Making this statement might not sit well with everyone in the community, but this doesn’t mean we should shy away from doing so if we believe this is morally the right thing to do. Our responsibility as a religious institution is to live out our values even if they are unpopular. Over the years, controversial issues have been brought to the Beth Emet Board, and the Board has given careful consideration to those issues and produced statements and taken public stands. Two during my tenure come to mind. During the second Iraq War, the Board issued a statement in opposition to the US invasion and a banner was subsequently placed on our lawn. In 2017, the Board reaffirmed the congregation’s 1987 commitment to being a sanctuary congregation in support of the rights of immigrants and refugees in our community.
4. Why are we focusing on Black Lives Matter when Jews are facing anti-Semitism?
Supporting justice for the Black community doesn’t negate our concern about rising anti-Semitism. Last year, we held a well-attended program at Beth Emet on anti-Semitism. The Evanston Police Department regularly drives by Beth Emet and officers in squad cars frequently park in our parking lot to ensure the safety of our building. I have met personally with Evanston’s police chief, Demitrous Cook, to discuss our concerns about anti-Semitism and the possibilities of violence and destruction of property.
Over the past several years, hate crimes directed at many minorities in our society have increased. When xenophobia increases, no marginalized group is immune. We have only to look at the Capitol Hill rioters to see some wearing clothing adorned with anti-Semitic statements and others with racist paraphernalia. Over the summer, in a series of conversations on whiteness at Beth Emet, we read an article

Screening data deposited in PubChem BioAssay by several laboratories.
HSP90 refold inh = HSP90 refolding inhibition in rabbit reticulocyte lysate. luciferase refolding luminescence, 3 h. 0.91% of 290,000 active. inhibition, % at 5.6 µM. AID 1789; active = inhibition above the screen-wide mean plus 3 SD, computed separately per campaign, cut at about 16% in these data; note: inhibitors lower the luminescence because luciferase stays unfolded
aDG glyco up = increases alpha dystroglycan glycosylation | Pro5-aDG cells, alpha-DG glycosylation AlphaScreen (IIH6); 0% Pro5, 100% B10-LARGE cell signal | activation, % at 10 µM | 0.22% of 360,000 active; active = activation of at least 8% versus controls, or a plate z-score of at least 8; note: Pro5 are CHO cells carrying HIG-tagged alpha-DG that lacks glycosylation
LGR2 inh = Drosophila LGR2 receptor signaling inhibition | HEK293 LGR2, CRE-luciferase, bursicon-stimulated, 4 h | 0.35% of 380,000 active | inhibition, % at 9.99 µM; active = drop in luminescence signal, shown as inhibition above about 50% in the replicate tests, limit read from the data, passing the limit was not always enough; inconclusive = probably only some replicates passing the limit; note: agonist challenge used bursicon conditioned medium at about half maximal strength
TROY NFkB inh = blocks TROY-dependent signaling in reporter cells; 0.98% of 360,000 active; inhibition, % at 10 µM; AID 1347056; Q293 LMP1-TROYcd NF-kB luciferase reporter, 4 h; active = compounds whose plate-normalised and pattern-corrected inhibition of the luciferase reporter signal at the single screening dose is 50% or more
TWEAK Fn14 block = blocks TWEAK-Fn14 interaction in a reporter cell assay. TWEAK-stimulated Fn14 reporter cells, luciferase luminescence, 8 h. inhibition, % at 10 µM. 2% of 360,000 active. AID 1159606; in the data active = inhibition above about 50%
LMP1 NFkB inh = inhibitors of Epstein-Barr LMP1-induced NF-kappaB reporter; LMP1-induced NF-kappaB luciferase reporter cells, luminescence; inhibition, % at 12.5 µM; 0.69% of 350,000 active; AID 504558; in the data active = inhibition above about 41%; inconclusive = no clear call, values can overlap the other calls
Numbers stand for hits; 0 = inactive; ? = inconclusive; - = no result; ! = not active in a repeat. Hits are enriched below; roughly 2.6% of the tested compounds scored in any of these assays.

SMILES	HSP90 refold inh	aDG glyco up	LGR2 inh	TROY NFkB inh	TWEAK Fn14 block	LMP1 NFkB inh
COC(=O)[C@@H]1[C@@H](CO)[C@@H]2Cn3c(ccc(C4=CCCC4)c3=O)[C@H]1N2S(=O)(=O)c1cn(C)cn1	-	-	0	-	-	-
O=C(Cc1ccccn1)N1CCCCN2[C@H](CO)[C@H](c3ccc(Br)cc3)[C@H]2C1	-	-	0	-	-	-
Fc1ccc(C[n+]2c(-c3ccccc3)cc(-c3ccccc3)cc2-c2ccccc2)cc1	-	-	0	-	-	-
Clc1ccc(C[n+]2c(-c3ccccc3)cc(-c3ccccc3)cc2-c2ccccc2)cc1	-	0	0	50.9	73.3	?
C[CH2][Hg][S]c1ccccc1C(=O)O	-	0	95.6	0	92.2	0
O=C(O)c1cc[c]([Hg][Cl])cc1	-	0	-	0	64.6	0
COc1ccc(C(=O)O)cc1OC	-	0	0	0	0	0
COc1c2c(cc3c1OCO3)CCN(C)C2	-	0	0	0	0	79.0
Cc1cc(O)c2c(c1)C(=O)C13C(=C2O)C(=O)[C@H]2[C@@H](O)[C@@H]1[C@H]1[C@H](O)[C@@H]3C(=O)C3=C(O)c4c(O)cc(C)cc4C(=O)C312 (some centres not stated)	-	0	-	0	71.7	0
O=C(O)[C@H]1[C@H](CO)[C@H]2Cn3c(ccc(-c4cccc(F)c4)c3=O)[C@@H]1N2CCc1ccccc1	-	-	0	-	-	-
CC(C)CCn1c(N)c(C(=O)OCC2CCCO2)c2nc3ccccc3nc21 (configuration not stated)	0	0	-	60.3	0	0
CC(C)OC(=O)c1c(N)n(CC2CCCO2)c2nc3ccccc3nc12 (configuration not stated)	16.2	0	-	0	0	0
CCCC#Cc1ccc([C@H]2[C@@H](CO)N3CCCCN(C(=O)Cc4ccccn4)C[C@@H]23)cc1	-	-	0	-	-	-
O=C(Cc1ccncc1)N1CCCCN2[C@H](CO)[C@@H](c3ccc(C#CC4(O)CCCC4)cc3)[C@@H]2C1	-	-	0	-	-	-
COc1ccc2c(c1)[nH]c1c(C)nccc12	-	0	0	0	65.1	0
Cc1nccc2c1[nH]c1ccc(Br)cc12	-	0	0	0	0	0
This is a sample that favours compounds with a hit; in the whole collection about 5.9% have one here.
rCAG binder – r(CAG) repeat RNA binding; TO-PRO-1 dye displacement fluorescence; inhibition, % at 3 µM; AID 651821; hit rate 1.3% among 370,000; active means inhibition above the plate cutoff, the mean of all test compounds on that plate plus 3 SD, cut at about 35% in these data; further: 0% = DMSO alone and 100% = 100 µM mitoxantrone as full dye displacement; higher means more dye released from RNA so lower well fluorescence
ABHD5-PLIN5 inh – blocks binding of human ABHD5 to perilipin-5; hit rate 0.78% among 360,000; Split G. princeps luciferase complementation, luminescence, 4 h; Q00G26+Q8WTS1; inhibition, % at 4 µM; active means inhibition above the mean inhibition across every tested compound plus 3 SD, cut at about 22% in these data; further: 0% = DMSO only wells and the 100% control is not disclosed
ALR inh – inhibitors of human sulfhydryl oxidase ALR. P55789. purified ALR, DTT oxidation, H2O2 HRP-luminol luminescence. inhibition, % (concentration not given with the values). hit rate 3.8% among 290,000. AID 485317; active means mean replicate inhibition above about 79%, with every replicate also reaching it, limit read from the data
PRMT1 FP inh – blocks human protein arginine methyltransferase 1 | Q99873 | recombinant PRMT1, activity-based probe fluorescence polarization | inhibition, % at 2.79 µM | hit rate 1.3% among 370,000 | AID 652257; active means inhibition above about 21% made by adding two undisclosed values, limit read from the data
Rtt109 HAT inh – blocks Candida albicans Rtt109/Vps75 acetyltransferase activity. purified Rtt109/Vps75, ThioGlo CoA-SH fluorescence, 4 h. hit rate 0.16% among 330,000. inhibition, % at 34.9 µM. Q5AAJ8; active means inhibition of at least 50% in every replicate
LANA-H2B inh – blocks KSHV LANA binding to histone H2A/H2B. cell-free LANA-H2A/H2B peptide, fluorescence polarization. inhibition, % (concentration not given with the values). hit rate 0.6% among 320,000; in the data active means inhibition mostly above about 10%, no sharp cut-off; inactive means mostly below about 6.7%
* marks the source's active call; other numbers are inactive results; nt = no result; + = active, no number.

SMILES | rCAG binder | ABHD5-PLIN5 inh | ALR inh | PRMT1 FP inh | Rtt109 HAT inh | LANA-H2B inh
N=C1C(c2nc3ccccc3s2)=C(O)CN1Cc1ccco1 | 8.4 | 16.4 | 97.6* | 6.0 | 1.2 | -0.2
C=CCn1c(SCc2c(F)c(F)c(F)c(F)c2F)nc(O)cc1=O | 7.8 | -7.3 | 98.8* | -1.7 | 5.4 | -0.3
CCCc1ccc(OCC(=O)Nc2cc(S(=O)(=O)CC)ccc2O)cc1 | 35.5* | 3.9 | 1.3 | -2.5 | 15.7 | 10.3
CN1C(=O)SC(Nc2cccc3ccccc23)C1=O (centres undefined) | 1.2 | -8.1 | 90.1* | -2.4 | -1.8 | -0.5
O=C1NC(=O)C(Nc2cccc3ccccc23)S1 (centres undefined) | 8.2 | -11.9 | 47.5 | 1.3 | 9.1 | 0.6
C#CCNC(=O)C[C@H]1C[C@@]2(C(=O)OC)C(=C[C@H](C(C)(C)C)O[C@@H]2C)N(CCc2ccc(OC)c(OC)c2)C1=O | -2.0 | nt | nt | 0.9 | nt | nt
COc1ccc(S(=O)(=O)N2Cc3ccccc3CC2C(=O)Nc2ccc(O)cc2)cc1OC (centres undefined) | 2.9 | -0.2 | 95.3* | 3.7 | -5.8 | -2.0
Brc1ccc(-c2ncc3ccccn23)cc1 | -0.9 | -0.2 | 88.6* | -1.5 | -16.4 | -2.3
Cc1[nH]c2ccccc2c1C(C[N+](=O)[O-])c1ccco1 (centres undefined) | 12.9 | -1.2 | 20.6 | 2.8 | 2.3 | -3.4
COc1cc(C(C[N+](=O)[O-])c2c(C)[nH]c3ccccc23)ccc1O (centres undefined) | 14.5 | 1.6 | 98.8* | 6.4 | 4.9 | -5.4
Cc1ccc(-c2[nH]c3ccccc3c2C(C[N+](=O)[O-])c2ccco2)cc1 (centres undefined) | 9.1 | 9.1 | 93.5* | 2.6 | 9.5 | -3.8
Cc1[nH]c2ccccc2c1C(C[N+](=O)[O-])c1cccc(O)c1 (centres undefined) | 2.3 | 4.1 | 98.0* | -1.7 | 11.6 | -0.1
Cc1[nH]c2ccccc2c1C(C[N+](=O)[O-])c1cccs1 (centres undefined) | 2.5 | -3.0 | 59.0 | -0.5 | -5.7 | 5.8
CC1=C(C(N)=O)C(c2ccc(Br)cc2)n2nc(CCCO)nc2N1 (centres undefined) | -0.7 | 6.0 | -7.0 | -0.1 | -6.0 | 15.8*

by civil rights strategist Eric Ward about how anti-Semitism animates and undergirds racism.
We also know that people of color suffer disproportionately from discrimination, and the movement to address systemic race-based injustice was energized by demonstrations over the summer. We all stand to benefit from efforts to eradicate systems of oppression, whether those systems target Jews, Blacks or other minorities. Hatred of any group tends to beget hate of other marginalized groups. Standing in solidarity and working together is the most effective approach to creating a more just and compassionate society.
I will never forget how appreciative we were when so many members of the non-Jewish community stood up with us following the mass shooting at Tree of Life-Or L'Simcha Congregation in Pittsburgh in 2018. Our sanctuary was filled to overflowing that evening, and the majority of those present were not Jewish. I believe that outpouring of support was a reflection of the fact we have always stood up with and for other communities in their times of need. Immediately following the shooting, my phone rang non-stop with messages of support and concern from leaders in the local Christian, Muslim, Black, Buddhist, Quaker and Ba’hai communities.
A friend who leads a prominent Chicago Muslim organization once put it to me this way: “Andrea, anti-Semitism is my concern; Islamophobia is yours.” He meant that when communities speak up for other targeted communities, people pay attention and real change can happen. I believe that our work on issues of racism not only benefits communities of color, but all of us. I am proud of our Board for its decision to display the Black Lives Matter sign on our property because it is emblematic of our values and of our belief that the best way to create the Beloved Community about which Dr. Martin Luther King Jr. spoke is to stand together against hate and bigotry and build a society based on love, equity, and justice for all.